From Kentucky Coal to a White House Medal: The Journey of Loretta Lynn

Loretta Lynn today was presented the Presidential Medal of Freedom by President Obama at the White House. The award, created by President John F. Kennedy, recognizes significant achievements in politics, world peace, science, culture and other fields and is the nation’s highest honor presented civilians.

An L.A. Times article by Randy Lewis elucidates “5 reasons Loretta Lynn earned the Presidential Medal of Freedom,” focusing on five of her songs where her very personal lyrics had profound political and social implications across the country. From her hardscrabble, yet loving upbringing “Coal Miner’s Daughter” to her rejection of the passive female victim in “Don’t Come Home a Drinkin’ With Loving on Your Mind.”  For bringing to life (with humor) the hard lot of child-rearing in “One’s on the Way,” to unveiling the inequities of divorce in “Rated X.”  After the death of her husband, “Mooney,” she reflects on facing life without him in “Miss Being Mrs. Tonight.”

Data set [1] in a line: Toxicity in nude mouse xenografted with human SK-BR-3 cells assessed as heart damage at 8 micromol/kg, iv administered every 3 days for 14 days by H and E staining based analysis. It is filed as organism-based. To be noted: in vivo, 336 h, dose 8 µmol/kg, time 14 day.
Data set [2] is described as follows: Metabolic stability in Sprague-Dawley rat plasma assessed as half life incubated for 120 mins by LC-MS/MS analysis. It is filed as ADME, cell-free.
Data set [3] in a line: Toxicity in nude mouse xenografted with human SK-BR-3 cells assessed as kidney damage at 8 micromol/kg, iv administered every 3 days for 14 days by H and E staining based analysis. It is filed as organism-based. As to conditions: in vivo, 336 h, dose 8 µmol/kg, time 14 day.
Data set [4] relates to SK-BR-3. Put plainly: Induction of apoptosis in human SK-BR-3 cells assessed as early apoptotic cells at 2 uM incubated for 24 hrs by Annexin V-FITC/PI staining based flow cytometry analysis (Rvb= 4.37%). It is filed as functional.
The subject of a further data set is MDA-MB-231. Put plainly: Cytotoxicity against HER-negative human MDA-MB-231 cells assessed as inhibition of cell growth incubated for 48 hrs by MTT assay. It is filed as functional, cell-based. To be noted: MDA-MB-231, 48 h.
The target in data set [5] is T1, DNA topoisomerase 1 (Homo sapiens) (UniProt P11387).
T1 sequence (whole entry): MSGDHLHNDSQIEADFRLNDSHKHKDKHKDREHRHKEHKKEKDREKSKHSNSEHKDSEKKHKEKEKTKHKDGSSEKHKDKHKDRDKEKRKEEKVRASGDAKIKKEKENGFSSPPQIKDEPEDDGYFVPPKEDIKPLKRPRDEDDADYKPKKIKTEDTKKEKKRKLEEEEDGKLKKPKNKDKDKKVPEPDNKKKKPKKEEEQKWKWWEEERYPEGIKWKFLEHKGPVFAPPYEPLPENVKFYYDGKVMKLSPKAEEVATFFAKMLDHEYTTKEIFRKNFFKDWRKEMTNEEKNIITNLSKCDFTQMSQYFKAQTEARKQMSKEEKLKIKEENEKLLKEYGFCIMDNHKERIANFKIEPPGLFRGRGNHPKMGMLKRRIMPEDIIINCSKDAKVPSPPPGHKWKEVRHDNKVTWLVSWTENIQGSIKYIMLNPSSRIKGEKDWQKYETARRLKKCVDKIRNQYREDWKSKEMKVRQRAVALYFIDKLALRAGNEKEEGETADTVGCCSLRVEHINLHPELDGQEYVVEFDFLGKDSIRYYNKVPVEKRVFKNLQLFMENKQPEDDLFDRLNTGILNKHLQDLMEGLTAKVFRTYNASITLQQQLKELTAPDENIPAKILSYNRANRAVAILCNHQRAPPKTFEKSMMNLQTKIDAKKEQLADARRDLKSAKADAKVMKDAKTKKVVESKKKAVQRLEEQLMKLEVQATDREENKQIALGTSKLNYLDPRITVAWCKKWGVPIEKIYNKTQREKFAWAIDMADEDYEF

President Obama hailed Loretta Lynn as “the voice of a generation.” More accurately, she is the voice of generations of the poor and downtrodden, the neglected and abused, the overburdened and under-appreciated, the unjustly judged and wrongly condemned, the lonely souls whose best hope is to keep singing out until the day they are heard.


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